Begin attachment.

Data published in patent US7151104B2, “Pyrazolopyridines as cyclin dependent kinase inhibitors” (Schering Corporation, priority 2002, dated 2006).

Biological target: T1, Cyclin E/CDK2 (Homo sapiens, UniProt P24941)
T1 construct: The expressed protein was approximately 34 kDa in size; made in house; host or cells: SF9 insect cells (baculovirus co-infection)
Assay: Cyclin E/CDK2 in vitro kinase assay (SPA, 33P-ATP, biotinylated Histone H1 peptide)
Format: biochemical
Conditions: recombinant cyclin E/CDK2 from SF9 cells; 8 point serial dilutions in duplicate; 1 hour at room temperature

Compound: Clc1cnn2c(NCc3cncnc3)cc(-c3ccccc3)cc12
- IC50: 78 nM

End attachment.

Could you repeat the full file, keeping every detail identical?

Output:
Data published in patent US7151104B2, “Pyrazolopyridines as cyclin dependent kinase inhibitors” (Schering Corporation, priority 2002, dated 2006).

Biological target: T1, Cyclin E/CDK2 (Homo sapiens, UniProt P24941)
T1 construct: The expressed protein was approximately 34 kDa in size; made in house; host or cells: SF9 insect cells (baculovirus co-infection)
Assay: Cyclin E/CDK2 in vitro kinase assay (SPA, 33P-ATP, biotinylated Histone H1 peptide)
Format: biochemical
Conditions: recombinant cyclin E/CDK2 from SF9 cells; 8 point serial dilutions in duplicate; 1 hour at room temperature

Compound: Clc1cnn2c(NCc3cncnc3)cc(-c3ccccc3)cc12
- IC50: 78 nM